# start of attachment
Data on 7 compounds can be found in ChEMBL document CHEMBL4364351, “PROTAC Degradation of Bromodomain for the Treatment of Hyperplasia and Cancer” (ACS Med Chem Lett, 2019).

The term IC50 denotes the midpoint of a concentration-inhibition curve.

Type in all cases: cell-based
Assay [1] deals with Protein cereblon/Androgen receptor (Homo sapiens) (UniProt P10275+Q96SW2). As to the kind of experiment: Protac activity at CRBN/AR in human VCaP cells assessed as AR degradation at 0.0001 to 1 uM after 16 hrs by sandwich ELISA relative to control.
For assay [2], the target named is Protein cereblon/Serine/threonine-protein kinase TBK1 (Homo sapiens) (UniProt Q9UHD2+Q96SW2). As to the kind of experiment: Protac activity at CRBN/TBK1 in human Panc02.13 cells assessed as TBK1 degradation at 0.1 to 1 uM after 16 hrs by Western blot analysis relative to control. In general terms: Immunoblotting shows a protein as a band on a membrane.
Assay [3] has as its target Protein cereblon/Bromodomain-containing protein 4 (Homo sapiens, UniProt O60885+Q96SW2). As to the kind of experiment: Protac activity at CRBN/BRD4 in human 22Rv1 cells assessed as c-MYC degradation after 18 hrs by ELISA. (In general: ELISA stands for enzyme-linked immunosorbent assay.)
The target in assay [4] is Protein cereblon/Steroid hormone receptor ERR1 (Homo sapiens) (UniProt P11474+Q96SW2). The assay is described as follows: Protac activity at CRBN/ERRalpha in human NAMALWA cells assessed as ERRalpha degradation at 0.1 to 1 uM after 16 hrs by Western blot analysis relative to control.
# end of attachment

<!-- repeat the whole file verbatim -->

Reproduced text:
Data on 7 compounds can be found in ChEMBL document CHEMBL4364351, “PROTAC Degradation of Bromodomain for the Treatment of Hyperplasia and Cancer” (ACS Med Chem Lett, 2019).

The term IC50 denotes the midpoint of a concentration-inhibition curve.

Type in all cases: cell-based
Assay [1] deals with Protein cereblon/Androgen receptor (Homo sapiens) (UniProt P10275+Q96SW2). As to the kind of experiment: Protac activity at CRBN/AR in human VCaP cells assessed as AR degradation at 0.0001 to 1 uM after 16 hrs by sandwich ELISA relative to control.
For assay [2], the target named is Protein cereblon/Serine/threonine-protein kinase TBK1 (Homo sapiens) (UniProt Q9UHD2+Q96SW2). As to the kind of experiment: Protac activity at CRBN/TBK1 in human Panc02.13 cells assessed as TBK1 degradation at 0.1 to 1 uM after 16 hrs by Western blot analysis relative to control. In general terms: Immunoblotting shows a protein as a band on a membrane.
Assay [3] has as its target Protein cereblon/Bromodomain-containing protein 4 (Homo sapiens, UniProt O60885+Q96SW2). As to the kind of experiment: Protac activity at CRBN/BRD4 in human 22Rv1 cells assessed as c-MYC degradation after 18 hrs by ELISA. (In general: ELISA stands for enzyme-linked immunosorbent assay.)
The target in assay [4] is Protein cereblon/Steroid hormone receptor ERR1 (Homo sapiens) (UniProt P11474+Q96SW2). The assay is described as follows: Protac activity at CRBN/ERRalpha in human NAMALWA cells assessed as ERRalpha degradation at 0.1 to 1 uM after 16 hrs by Western blot analysis relative to control.